Something everyone aged 18 or older should have is an estate plan. You don’t have to be a millionaire to have an estate plan. If all you have is a bank account and a vehicle, your assets must go through probate if you die. All it takes is an unexpected accident or illness. A Florida estate planning attorney can help you protect your assets and ensure your legacy, regardless of its size.
The Expense of an Incapacitating Illness or Death
When you become incapacitated or die, your loved ones have all the regular expenses of the illness or, in the case of death, funeral and burial expenses. If you don’t have a will, your loved ones will also have the expense of going to probate court. Probate attorneys and court fees can eat up your heirs’ inheritance.
You can avoid many of the probate-related expenses if you have an estate plan. Even if part of the estate has to go through probate, it’s less expensive than if your whole estate has to go through the court.
Basic Estate Planning Documents
The estate planning documents you need depend on several factors, including but not limited to the value of your assets, how you want to disburse your assets, if you are planning for an incapacitating illness, and if you need to have control over the amount of money your heirs receive.
Last Will and Testament
Every estate plan has a Last Will and Testament. You can set it up to disburse your assets, or you can create a “pour-over” Will that dumps your assets into a trust upon your death. The Last Will and Testament is the main document in your estate plan.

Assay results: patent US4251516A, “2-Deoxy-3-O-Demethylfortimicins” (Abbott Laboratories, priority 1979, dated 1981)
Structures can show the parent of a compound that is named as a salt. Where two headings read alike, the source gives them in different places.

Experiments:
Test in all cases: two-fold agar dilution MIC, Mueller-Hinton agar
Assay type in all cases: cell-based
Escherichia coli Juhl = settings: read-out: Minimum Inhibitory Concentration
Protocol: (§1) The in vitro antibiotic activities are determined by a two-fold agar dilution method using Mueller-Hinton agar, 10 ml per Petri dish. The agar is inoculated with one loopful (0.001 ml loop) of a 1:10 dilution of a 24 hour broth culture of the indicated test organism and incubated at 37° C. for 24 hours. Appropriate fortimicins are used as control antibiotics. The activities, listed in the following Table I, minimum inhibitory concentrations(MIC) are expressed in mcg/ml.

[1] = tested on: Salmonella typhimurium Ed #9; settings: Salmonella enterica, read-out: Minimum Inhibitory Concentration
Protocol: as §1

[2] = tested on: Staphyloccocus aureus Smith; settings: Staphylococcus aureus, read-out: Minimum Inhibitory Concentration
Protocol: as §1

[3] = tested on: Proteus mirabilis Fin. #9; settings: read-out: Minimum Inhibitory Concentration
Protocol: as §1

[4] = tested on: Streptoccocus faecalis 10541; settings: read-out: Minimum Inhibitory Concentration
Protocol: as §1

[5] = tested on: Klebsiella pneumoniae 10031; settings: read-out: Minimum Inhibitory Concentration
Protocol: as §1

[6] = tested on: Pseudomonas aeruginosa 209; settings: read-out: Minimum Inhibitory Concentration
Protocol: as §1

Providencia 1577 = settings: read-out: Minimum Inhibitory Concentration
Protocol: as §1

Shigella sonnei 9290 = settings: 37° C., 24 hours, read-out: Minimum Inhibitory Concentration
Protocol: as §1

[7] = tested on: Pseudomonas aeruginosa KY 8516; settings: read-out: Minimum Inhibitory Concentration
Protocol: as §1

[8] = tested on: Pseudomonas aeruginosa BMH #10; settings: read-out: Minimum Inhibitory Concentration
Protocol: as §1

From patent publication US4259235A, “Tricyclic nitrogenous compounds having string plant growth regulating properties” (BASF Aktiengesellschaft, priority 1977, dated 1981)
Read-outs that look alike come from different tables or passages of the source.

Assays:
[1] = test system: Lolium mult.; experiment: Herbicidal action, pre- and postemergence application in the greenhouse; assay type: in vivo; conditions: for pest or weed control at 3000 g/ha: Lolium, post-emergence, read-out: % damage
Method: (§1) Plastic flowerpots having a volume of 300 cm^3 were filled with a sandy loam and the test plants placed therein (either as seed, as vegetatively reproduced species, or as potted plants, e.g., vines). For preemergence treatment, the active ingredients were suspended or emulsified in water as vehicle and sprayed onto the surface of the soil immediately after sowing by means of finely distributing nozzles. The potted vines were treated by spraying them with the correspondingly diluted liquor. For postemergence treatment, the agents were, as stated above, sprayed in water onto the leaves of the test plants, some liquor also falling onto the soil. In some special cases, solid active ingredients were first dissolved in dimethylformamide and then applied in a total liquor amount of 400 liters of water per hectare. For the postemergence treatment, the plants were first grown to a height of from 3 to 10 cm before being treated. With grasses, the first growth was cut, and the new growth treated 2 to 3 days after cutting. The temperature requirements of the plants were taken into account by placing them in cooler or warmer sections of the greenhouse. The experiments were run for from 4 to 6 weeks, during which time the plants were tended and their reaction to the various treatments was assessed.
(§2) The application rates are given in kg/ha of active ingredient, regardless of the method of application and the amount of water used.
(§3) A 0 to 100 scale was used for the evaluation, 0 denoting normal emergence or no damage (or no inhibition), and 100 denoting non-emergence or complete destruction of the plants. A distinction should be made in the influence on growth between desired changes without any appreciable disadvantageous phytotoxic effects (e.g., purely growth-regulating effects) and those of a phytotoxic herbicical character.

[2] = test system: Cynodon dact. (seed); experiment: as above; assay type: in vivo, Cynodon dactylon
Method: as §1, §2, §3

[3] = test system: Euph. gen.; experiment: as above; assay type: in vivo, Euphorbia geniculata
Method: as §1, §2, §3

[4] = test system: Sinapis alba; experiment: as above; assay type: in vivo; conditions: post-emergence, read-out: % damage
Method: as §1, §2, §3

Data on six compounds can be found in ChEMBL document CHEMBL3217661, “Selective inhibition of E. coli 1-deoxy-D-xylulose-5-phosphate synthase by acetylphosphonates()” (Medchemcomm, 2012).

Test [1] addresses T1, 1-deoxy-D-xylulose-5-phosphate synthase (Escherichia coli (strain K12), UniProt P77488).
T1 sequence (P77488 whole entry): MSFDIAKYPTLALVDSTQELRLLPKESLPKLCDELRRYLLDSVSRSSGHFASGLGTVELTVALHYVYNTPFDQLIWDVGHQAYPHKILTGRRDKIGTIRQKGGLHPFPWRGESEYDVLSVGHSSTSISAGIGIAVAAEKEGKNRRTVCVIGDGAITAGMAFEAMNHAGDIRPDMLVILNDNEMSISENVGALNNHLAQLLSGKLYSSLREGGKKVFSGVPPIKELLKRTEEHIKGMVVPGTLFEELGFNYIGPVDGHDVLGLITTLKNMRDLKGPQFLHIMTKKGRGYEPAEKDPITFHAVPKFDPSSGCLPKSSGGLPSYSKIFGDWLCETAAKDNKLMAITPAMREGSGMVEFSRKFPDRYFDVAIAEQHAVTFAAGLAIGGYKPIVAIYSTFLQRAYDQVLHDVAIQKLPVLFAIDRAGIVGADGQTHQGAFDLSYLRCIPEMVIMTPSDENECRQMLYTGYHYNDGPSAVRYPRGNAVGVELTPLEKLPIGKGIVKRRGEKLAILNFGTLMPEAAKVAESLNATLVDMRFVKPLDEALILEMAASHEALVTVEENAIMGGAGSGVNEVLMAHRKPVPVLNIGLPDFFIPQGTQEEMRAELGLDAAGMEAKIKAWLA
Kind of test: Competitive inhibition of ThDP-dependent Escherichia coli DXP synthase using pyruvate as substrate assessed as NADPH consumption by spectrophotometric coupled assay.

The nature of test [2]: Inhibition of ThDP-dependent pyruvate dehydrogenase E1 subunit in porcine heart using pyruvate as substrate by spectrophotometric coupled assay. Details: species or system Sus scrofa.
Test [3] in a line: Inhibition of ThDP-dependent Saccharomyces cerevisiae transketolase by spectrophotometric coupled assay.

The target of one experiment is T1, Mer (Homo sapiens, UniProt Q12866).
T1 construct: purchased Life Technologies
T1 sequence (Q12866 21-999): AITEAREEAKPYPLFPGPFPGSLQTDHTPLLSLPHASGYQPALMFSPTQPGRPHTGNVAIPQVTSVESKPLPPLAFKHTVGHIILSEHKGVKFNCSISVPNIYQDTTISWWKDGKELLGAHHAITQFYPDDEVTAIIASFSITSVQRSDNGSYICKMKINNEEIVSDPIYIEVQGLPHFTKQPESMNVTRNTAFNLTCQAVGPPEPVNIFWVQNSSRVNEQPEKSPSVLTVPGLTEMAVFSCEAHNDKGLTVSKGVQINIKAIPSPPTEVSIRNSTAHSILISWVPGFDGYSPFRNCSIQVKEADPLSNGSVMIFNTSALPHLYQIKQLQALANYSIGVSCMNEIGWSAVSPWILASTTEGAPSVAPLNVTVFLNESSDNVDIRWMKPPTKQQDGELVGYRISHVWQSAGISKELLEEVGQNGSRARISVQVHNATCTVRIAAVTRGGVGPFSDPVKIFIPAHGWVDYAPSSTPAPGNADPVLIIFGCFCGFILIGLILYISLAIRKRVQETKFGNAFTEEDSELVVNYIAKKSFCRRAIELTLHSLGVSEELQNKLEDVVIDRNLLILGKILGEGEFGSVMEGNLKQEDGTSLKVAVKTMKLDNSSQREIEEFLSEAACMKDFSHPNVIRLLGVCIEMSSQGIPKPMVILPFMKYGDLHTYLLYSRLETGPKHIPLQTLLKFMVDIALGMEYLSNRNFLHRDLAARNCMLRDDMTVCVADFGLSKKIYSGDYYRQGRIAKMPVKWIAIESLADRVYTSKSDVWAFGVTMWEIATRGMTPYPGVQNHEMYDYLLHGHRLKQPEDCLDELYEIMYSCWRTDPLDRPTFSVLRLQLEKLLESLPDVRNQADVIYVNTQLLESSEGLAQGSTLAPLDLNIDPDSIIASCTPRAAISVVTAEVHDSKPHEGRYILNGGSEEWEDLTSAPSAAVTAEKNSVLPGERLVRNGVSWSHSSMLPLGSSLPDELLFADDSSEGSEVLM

The type of trust you have depends on several factors, including whether you need to protect your assets from taxes, if you have children, and whether you want control of your assets during your lifetime. Trusts can be revocable or irrevocable. With a revocable trust, you can add and remove assets. An irrevocable trust does not allow that – think of it as a permanent trust.
Your Will attorneys can review your assets and help you determine which type of trust is best for your situation.
Healthcare Power of Attorney
If something happens to you and you can’t make decisions on your own, you’ll need someone to make those decisions for you. To ensure that your wishes are met, create a Healthcare Power of Attorney. It names a person to make those decisions and instructs them on how to make the decisions.
Financial Power of Attorney
An accident or unexpected illness can happen at any time in your life. A Financial Power of Attorney names someone you trust to handle your affairs should you become incapacitated or die. You can draft it so that it only takes effect if you can no longer handle your financial affairs. You can also include all of your financial affairs or some. You can even create two if you need one person to handle paying bills and another to handle your investments.
A living will instructs a trusted loved one how to handle your medical wishes. For example, if an accident causes you to go into a coma, you can instruct a trusted loved one to remove you from life support. You can also use it to instruct your loved one to make certain decisions when you have certain illnesses. For example, you can ask for resuscitation after a heart attack but not after an illness-induced coma.
Contact Florida Wills and Estate Lawyer
One of the ways to reduce the stress of your incapacitating illness or death is to have an estate plan. It can be as simple or as complex as you need. Even if you are younger and don’t have a lot of assets, you should have an estate plan – you can add to it as you purchase more assets and increase your wealth.
Contact a Florida estate planning attorney at France Law for a consultation and to get your estate plan started so you are sure who makes medical and financial decisions and who receives your assets should you die.